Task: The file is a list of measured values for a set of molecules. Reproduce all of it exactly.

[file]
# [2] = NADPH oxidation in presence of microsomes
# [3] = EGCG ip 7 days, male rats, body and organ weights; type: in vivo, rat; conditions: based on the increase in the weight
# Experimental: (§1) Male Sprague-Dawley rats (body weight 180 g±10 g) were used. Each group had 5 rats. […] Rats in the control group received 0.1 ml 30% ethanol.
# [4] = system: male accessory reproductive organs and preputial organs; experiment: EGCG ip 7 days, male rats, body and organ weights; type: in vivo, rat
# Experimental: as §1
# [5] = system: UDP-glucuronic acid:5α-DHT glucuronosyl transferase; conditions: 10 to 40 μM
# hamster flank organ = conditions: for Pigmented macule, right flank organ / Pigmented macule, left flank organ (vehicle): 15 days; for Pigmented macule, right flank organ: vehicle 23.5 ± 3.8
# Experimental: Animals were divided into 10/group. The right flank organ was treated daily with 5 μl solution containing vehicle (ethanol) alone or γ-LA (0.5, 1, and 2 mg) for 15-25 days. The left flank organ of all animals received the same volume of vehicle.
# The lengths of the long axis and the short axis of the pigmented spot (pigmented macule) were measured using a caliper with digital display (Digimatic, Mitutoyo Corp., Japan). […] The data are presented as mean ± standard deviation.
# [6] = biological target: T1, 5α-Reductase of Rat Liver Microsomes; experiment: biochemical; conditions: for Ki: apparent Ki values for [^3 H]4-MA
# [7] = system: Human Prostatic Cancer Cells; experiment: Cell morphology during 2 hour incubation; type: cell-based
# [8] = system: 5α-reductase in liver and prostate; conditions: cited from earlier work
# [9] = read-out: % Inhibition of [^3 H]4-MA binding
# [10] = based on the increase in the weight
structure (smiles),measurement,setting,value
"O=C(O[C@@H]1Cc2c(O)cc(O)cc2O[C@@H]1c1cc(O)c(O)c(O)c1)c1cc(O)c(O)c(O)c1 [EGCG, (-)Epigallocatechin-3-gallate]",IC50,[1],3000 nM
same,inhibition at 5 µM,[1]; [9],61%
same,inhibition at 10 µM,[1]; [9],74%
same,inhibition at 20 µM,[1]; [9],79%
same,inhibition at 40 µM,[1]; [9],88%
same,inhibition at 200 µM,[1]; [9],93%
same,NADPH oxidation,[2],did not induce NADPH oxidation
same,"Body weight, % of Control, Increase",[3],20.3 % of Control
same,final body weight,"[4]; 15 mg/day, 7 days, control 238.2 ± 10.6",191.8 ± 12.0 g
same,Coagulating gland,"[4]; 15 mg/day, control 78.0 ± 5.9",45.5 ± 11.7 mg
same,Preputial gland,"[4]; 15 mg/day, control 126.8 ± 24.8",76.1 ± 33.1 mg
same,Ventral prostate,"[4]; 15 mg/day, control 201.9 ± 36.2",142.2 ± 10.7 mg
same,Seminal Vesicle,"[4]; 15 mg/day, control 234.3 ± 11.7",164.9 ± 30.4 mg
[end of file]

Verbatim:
# [2] = NADPH oxidation in presence of microsomes
# [3] = EGCG ip 7 days, male rats, body and organ weights; type: in vivo, rat; conditions: based on the increase in the weight
# Experimental: (§1) Male Sprague-Dawley rats (body weight 180 g±10 g) were used. Each group had 5 rats. […] Rats in the control group received 0.1 ml 30% ethanol.
# [4] = system: male accessory reproductive organs and preputial organs; experiment: EGCG ip 7 days, male rats, body and organ weights; type: in vivo, rat
# Experimental: as §1
# [5] = system: UDP-glucuronic acid:5α-DHT glucuronosyl transferase; conditions: 10 to 40 μM
# hamster flank organ = conditions: for Pigmented macule, right flank organ / Pigmented macule, left flank organ (vehicle): 15 days; for Pigmented macule, right flank organ: vehicle 23.5 ± 3.8
# Experimental: Animals were divided into 10/group. The right flank organ was treated daily with 5 μl solution containing vehicle (ethanol) alone or γ-LA (0.5, 1, and 2 mg) for 15-25 days. The left flank organ of all animals received the same volume of vehicle.
# The lengths of the long axis and the short axis of the pigmented spot (pigmented macule) were measured using a caliper with digital display (Digimatic, Mitutoyo Corp., Japan). […] The data are presented as mean ± standard deviation.
# [6] = biological target: T1, 5α-Reductase of Rat Liver Microsomes; experiment: biochemical; conditions: for Ki: apparent Ki values for [^3 H]4-MA
# [7] = system: Human Prostatic Cancer Cells; experiment: Cell morphology during 2 hour incubation; type: cell-based
# [8] = system: 5α-reductase in liver and prostate; conditions: cited from earlier work
# [9] = read-out: % Inhibition of [^3 H]4-MA binding
# [10] = based on the increase in the weight
structure (smiles),measurement,setting,value
"O=C(O[C@@H]1Cc2c(O)cc(O)cc2O[C@@H]1c1cc(O)c(O)c(O)c1)c1cc(O)c(O)c(O)c1 [EGCG, (-)Epigallocatechin-3-gallate]",IC50,[1],3000 nM
same,inhibition at 5 µM,[1]; [9],61%
same,inhibition at 10 µM,[1]; [9],74%
same,inhibition at 20 µM,[1]; [9],79%
same,inhibition at 40 µM,[1]; [9],88%
same,inhibition at 200 µM,[1]; [9],93%
same,NADPH oxidation,[2],did not induce NADPH oxidation
same,"Body weight, % of Control, Increase",[3],20.3 % of Control
same,final body weight,"[4]; 15 mg/day, 7 days, control 238.2 ± 10.6",191.8 ± 12.0 g
same,Coagulating gland,"[4]; 15 mg/day, control 78.0 ± 5.9",45.5 ± 11.7 mg
same,Preputial gland,"[4]; 15 mg/day, control 126.8 ± 24.8",76.1 ± 33.1 mg
same,Ventral prostate,"[4]; 15 mg/day, control 201.9 ± 36.2",142.2 ± 10.7 mg
same,Seminal Vesicle,"[4]; 15 mg/day, control 234.3 ± 11.7",164.9 ± 30.4 mg